Husky Football Blog
Times reporter Bob Condotta keeps the news coming about the Montlake Dawgs.
July 21, 2008 11:29 AM
Posted by Bob Condotta
Here are more answers (or attempts at answers, anyway), plus a couple of bonus links at the bottom:
Q: I'm curious about televised games. Do the Huskies make more money when they get a game televised nationally vs locally? And, if the ratings are higher for that game, do they get extra money? Or does all that extra cash go to the network. Also, is TV revenue split with the rest of the conference?
A: Yes, national games earn more revenue than local games as they attract a much larger audience, and hence more advertising dollars. A national game can garner, say, $300,000-400,000 or so while local games maybe $100,000 or so. Ratings for an individual game don't result in more money for that game. However, the ratings for one season do affect what the networks can charge for ads in following seasons. So in that respect, higher ratings will pay off in more money eventually. And yes, TV revenue is split. In the Pac-10, the two teams playing share 50 percent of the revenue of a TV game. The other 50 percent is split among the rest of the conference.
Q: Who has not qualified in this class? Do they still have a chance to make it in ? Most urgent, what is up with Craig Noble? What is an exit exam? He did pass the ACT or SAT right?
A: As far as I know, the only three players not yet in the bridge program are Noble, Dominique Blackman and Demitrius Bronson. All have indicated they have a chance to make it in. So that I don't have to repeat myself, I will link to previous posts detailing each of their situations --- Bronson, Blackman and Noble. Noble has apparently met all requirements other than passing the California High School Exit Exam. That is something like the WASL here and is necessary for a diploma, which is needed for entry to UW. Sounds as if it could be cleared up in August sometime. Obviously, the sooner the better for a player the Huskies have thought could contribute immediately this year on the D-line.
Q: What freshman do you think will make an impact his year? Who will be the most effective tight end?
A: The most obvious frosh to make an impact this year is WR/RB Chris Polk, who participated in spring ball and showed enough to indicate he will get significant time this year. As for others, a lot of it depends on need. UW obviously has some needs on the defensive front, so any of Alameda Ta'amu, Noble, Everrette Thompson and Senio Kelemete could see time this year. With the lack of experienced depth at TE, Kavario Middleton has a huge change to earn time this year, and the lack of experienced depth at RB and WR means a number of those players could also see time. UW coaches indicated on signing day that DB Adam Long would likely see time as a special teams player, if nothing else. But other than a guy like Polk who has already proven a lot to coaches, nothing is really set in stone until practices start and coaches get a look at the players up close. As for the TE spot, Michael Gottlieb is a fifth-year senior with 12 career starts and while I know there is a lot of excitement over Middleton, I would still expect that Gottlieb will be the starter when the season begins and likely to be the most effective TE. But should production falter, the new guys will undoubtedly get their chances there.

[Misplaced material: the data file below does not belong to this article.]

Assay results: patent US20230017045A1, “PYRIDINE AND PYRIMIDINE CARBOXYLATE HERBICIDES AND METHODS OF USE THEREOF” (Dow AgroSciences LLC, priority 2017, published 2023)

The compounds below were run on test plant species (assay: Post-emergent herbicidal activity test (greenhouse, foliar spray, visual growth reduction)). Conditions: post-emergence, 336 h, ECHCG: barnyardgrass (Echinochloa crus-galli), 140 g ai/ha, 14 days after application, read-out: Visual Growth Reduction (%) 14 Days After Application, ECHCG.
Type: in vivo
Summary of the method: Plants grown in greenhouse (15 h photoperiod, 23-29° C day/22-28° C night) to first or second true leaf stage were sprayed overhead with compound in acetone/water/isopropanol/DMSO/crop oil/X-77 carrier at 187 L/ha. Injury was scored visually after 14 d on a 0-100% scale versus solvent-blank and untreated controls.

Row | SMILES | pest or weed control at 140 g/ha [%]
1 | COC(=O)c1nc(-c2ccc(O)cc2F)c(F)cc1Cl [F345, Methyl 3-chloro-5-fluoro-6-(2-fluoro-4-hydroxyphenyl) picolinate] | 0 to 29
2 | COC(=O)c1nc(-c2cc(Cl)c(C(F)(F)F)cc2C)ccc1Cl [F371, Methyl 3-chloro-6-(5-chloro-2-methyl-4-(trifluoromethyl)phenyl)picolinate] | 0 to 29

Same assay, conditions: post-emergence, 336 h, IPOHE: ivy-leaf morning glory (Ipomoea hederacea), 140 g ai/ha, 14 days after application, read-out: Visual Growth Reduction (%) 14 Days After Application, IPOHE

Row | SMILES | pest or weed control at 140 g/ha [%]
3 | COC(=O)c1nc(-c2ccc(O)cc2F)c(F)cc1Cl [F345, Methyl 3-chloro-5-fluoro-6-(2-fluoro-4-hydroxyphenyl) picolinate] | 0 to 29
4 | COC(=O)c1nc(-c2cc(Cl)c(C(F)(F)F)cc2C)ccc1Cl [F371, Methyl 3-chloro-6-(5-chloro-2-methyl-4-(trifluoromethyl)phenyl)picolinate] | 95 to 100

Q: I was wondering about the conditioning of the team from a numbers perspective. A lot of people have expressed their view that the Huskies look bigger and stronger than they did in past years but I was wondering how much stronger. Is there a trend for example in our linemen being able to lift and squat more than they were before and how have certain players progressed, stayed the same, or regressed in important areas?
A: That's a good question that unfortunately is hard to answer as UW does not make those kinds of numbers public. Some numbers do sometimes get out, but without having the numbers for every player, every year, it's hard to make really accurate comparisons. The eye test, however, seems to indicate that the conditioning has improved the last few years, and the coaches say it has, as well. There is no doubt that work habits weren't the greatest during the upheaval and transition from Neuheisel to Willingham, and while you all can argue the results on the field, there is no question that Willingham has brought a stability that has led to an improvement in the off-season conditioning programs. But I always caution that weight numbers aren't everything --- if they were, Arnold Schwarzenegger would have been an All-American.
A COUPLE OF LINKS. ...
--- Vince Grippi at the Spokesman-Review unearthed the startling news that Cougar fans don't think UW will do well this year. Who'd a thunk it?
--- Ted Miller, who is blogging as fast as the price of gasoline rises, today rates the Pac-10 kickers and has UW's Ryan Perkins sixth. I'm sure Ted is as aware as the rest of us that that's a job that figures to have stiff competition this fall and that it wouldn't be a big surprise if Erik Folk won it. He appeared to have the stronger leg in the spring but didn't yet have consistent accuracy.
All for now.
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